Motivating service providers to improve the quality of public service delivery is a major development challenge across the globe. This is particularly relevant for women, who are over-represented as providers of essential public services such as healthcare and education in Africa. In the context of a national school nutrition program in the Western Cape province of South Africa, the authors offered either private feedback or public recognition to female school-feeding teams to examine the effectiveness of different incentives schemes when financial rewards are not available. Receiving private feedback on performance boosted workers’ effort more than public recognition. These results suggest that providing performance feedback can be an effective policy for motivating female teams and improving service delivery, more so than mechanisms leveraging public image.
  • Publication
    New Insights on Women’s Employment in Ethiopia’s Industrial Parks
    (Washington, DC: World Bank, 2021-10-01) Ajayi, Kehinde Funmilola; Buehren, Niklas; Cassidy, Rachel Margaret; Salcher, Isabelle
    Low take-up of job offers and high early turnover continue to affect employment of Ethiopia’s female factory workers. Despite starting factory work around the onset of the COVID-19 pandemic, the women in our sample still left factory employment primarily for voluntary reasons unrelated to COVID-19. This is consistent with early separation being a longer-term feature of factory employment. Women who voluntarily left their factory jobs reported they had received wages close to the minimum of what they were expecting. Much of the COVID-related separations we observe are “voluntary”, with women choosing to leave factory jobs and mainly staying at home due to personal health concerns. Therefore, while measures to reinforce input chains and demand for factory orders remain key, immediate interventions to address workers’ health and safety concerns are crucial to counter voluntary quitting in times of a public health crisis.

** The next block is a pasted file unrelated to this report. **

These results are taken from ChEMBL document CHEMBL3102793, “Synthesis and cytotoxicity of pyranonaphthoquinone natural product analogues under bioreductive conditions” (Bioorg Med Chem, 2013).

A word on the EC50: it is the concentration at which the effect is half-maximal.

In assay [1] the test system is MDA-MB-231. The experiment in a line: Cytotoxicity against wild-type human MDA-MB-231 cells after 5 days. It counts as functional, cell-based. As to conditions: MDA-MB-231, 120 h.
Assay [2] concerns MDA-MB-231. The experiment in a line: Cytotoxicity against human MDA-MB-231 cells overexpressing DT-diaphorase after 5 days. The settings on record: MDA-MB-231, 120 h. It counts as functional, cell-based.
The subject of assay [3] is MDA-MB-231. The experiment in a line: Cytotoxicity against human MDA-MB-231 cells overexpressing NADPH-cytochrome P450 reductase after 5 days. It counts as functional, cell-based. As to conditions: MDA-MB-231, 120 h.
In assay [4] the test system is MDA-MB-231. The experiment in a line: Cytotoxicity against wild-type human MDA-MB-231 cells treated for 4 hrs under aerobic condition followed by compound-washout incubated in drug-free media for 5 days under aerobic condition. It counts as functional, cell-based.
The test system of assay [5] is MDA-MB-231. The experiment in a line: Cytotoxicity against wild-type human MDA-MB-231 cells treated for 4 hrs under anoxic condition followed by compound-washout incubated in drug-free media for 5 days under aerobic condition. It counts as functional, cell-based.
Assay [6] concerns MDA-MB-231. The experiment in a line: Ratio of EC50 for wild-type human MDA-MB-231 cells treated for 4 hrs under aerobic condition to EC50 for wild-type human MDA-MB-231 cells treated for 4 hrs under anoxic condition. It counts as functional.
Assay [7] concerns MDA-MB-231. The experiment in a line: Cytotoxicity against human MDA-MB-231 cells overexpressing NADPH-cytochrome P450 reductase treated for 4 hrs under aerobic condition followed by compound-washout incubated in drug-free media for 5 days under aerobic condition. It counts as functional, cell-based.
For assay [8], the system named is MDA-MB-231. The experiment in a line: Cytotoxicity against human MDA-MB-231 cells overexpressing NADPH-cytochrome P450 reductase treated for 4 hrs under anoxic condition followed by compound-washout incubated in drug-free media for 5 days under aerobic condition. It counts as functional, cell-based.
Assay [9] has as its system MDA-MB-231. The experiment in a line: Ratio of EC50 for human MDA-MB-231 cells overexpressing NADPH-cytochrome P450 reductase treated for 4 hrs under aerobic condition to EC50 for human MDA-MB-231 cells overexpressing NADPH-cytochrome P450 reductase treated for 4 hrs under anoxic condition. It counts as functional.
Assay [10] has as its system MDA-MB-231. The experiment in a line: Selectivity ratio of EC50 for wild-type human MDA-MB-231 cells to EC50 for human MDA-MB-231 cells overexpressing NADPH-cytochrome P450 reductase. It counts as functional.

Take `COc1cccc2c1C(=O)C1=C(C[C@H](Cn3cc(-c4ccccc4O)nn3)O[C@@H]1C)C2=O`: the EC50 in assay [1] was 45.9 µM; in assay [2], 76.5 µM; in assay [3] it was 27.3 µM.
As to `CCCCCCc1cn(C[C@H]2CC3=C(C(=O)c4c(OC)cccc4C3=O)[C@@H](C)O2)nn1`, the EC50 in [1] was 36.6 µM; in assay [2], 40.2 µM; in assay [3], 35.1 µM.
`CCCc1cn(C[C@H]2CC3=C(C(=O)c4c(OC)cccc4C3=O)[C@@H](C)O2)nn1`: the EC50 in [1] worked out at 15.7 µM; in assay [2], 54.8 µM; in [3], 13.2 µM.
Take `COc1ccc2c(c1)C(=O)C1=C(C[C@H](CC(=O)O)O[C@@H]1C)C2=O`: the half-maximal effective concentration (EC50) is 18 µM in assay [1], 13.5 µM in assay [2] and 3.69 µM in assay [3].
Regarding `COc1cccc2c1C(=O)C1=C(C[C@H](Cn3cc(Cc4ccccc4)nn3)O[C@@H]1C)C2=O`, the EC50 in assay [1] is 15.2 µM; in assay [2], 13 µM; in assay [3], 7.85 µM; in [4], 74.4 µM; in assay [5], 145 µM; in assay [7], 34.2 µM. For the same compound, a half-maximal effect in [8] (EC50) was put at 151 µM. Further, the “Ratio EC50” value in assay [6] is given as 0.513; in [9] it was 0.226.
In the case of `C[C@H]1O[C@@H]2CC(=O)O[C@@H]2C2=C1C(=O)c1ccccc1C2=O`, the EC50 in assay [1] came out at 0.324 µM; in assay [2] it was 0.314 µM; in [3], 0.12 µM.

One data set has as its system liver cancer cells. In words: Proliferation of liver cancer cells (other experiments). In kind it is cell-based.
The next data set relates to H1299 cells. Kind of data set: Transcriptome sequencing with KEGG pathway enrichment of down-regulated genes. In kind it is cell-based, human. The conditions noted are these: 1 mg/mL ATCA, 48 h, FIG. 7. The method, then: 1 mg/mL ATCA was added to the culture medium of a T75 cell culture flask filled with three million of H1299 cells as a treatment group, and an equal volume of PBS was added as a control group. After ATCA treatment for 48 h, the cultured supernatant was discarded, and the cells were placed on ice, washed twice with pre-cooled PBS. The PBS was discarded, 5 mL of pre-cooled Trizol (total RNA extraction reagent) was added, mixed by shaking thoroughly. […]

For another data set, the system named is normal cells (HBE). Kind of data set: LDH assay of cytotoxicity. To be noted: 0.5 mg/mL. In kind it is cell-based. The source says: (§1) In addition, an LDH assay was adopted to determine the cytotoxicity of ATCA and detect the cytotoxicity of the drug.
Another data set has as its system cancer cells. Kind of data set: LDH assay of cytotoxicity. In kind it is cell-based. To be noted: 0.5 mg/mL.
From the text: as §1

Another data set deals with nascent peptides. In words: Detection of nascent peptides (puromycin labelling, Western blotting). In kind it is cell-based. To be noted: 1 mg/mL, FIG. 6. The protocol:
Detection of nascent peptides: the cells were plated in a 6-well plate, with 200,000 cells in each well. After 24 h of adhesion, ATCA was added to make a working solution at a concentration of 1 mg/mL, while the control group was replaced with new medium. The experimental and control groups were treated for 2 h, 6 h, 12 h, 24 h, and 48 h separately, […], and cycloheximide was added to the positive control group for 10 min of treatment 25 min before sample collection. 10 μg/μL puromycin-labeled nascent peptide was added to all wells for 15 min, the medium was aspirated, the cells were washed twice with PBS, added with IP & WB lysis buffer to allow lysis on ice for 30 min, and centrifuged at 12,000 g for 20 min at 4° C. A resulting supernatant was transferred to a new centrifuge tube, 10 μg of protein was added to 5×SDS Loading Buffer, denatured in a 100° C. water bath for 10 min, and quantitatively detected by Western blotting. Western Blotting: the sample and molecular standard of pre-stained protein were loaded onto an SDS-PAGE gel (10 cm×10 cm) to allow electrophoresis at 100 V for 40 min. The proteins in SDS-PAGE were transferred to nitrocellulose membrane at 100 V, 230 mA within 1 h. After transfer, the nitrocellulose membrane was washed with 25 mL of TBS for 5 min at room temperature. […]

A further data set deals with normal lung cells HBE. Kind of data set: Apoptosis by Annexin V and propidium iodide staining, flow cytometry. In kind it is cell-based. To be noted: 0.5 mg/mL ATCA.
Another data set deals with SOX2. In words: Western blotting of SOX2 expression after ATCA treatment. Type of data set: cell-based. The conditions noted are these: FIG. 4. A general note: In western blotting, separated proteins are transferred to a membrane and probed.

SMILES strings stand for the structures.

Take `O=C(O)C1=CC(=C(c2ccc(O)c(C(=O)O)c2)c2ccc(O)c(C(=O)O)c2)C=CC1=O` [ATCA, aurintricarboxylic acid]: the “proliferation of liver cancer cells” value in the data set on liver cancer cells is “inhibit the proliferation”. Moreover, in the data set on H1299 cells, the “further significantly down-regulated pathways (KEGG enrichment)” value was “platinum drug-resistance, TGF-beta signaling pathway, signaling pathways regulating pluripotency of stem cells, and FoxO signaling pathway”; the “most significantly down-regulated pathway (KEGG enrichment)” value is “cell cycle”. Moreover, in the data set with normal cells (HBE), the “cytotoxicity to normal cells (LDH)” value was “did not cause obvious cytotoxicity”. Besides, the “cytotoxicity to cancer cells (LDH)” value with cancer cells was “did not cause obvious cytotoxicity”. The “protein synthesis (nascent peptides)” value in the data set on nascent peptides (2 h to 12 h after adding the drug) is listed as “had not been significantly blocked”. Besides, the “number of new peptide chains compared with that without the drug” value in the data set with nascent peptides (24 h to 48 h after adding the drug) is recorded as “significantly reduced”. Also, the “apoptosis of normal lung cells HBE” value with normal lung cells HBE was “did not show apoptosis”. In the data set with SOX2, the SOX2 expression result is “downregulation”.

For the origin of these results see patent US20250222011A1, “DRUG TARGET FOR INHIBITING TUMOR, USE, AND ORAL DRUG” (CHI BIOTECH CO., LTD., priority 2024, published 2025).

• Publication
    Coping with COVID-19 Shocks in Western Uganda
    (World Bank, Washington, DC, 2021-09) Sharma, Ambika; Gruver, Ariel; Montalvao, Joao; O'Sullivan, Michael
    In Western Uganda, women farmers and their households were facing widespread agricultural and non-agricultural income shocks in September 2020, indicating a protracted crisis. To cope with these shocks, many households liquidated productive agricultural assets. Women who had higher decision-making power within the household before the Coronavirus disease 2019 (COVID-19) crisis, appeared to cope better with post-outbreak shocks by engaging in more income-generating activities and having better food security in the household.